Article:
Getting comfortable taking up space

There’s almost no visibility issue that isn’t solved by overcoming the societal conditioning which says ‘Don’t take up too much space.’

When we’re afraid to take up space we might:

  • minimise ourselves in conversation so people don’t think we’re too much,
  • launch infrequently so people don’t think we care more about our businesses than we do about their desire not to hear about our work,
  • not speak up in meetings,
  • keep an internal check on the amount of time we spend with others so they don’t get sick of us,
  • not submit too many posts on social media (so as not to bother people too much),
  • physically limit the space we take up in public, squeezing over on public transport so there’s plenty of space for other commuters (this, by the by, is something women do all the time. Men tend to spread their legs and declare to the world that the space is theirs),
  • limit the number of times we pitch ourselves for an opportunity –...
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The next step for empowered women

In the years I’ve spent building a body of work around the topic of visibility, it’s become obvious to me that the journey of visibility is the journey of embodying personal power.

Because of this, I’ve been thinking a lot lately about the link between communication and marketing approaches, and the embodiment of personal power.

Here’s a non-exhaustive, and not necessarily linear, grouping of some of the stages I see in relation to being visible as you build your business:

  • A fear of speaking about your business
  • A feeling of sickness in the pit of your stomach when people ask you what you do
  • Learning, learning, learning about different business and marketing approaches trying to work out what fits and what doesn’t
  • Attempts at marketing, launching etc in ways that don’t really fit your way of doing things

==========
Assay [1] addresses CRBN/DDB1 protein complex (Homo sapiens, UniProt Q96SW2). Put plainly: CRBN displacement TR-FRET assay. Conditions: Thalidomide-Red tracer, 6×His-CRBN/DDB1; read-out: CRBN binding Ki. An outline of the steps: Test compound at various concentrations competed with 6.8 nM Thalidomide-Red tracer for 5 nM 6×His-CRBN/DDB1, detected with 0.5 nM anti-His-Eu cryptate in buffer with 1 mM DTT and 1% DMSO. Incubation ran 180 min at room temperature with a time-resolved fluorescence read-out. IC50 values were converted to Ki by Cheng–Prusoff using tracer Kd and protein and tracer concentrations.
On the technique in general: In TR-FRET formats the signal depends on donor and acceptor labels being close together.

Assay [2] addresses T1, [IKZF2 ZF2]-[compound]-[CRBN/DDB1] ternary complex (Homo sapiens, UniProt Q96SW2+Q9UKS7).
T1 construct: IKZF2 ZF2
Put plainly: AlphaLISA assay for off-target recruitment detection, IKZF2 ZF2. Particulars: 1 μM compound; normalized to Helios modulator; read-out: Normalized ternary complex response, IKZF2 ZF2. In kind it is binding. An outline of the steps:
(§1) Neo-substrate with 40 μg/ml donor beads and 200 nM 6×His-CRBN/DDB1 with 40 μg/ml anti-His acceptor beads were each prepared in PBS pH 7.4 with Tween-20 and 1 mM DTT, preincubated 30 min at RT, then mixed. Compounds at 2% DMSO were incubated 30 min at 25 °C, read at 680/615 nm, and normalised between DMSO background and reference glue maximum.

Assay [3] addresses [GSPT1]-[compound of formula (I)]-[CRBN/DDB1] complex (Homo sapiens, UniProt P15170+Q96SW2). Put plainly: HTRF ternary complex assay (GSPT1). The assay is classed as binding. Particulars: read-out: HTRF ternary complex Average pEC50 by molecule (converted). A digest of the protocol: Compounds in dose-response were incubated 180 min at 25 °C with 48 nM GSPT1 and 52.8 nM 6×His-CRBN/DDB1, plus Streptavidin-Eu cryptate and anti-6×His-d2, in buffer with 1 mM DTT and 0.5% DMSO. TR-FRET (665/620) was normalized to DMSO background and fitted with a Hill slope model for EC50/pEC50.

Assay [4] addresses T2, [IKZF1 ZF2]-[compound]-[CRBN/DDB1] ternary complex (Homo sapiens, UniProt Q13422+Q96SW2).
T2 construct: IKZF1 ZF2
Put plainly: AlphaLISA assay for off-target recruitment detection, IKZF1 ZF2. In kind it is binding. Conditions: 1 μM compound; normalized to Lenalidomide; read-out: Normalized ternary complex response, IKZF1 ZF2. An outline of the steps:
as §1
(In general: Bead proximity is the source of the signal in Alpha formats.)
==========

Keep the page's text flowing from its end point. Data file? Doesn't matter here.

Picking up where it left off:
• A realisation; ‘Oh, perhaps I can do it my own way!’
  • A settling into ‘your thing’ – what you’re here to share...
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The female empowerment movement is a sham

This morning I read . For anyone that’s spent anytime in the entrepreneurial world, you’ll be familiar with this line of argument; the path to female empowerment is to make enough money to pay other people to do things for you.

To be clear, I do think having money is empowering. Here’s where my problems lie in the article;

1. Where’s her husband?

She starts by saying, ‘About five years ago, I uncovered the secret superpower – asking for help.’ Initially I thought, ‘Oh great, this is going to be a post about how she and her male partner sat down and really worked through the mental load she’s been carrying on behalf of the family’.

No. She sorted out ‘her problem’ by outsourcing it and covering the costs herself. (I quote, ‘I now have a house manager/personal assistant, cleaner and gardener. In total, this costs me over $1,400 per month.)

It’s an expedient and effective...

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